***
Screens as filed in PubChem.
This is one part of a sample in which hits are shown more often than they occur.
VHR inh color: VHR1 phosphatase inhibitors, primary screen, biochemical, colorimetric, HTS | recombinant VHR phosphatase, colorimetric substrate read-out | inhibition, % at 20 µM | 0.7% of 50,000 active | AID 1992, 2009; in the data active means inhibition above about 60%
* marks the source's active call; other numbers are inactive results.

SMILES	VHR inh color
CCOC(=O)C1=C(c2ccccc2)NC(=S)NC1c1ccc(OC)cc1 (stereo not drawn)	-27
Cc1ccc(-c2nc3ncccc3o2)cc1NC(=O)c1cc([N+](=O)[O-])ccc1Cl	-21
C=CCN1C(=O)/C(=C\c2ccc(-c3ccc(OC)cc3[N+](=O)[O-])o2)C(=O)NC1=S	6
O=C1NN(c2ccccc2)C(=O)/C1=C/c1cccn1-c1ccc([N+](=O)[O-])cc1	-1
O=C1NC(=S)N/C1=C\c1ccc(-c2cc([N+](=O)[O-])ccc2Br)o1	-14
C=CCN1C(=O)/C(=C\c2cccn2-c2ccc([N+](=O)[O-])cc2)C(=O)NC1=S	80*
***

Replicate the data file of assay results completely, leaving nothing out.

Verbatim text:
Screens as filed in PubChem.
This is one part of a sample in which hits are shown more often than they occur.
VHR inh color: VHR1 phosphatase inhibitors, primary screen, biochemical, colorimetric, HTS | recombinant VHR phosphatase, colorimetric substrate read-out | inhibition, % at 20 µM | 0.7% of 50,000 active | AID 1992, 2009; in the data active means inhibition above about 60%
* marks the source's active call; other numbers are inactive results.

SMILES	VHR inh color
CCOC(=O)C1=C(c2ccccc2)NC(=S)NC1c1ccc(OC)cc1 (stereo not drawn)	-27
Cc1ccc(-c2nc3ncccc3o2)cc1NC(=O)c1cc([N+](=O)[O-])ccc1Cl	-21
C=CCN1C(=O)/C(=C\c2ccc(-c3ccc(OC)cc3[N+](=O)[O-])o2)C(=O)NC1=S	6
O=C1NN(c2ccccc2)C(=O)/C1=C/c1cccn1-c1ccc([N+](=O)[O-])cc1	-1
O=C1NC(=S)N/C1=C\c1ccc(-c2cc([N+](=O)[O-])ccc2Br)o1	-14
C=CCN1C(=O)/C(=C\c2cccn2-c2ccc([N+](=O)[O-])cc2)C(=O)NC1=S	80*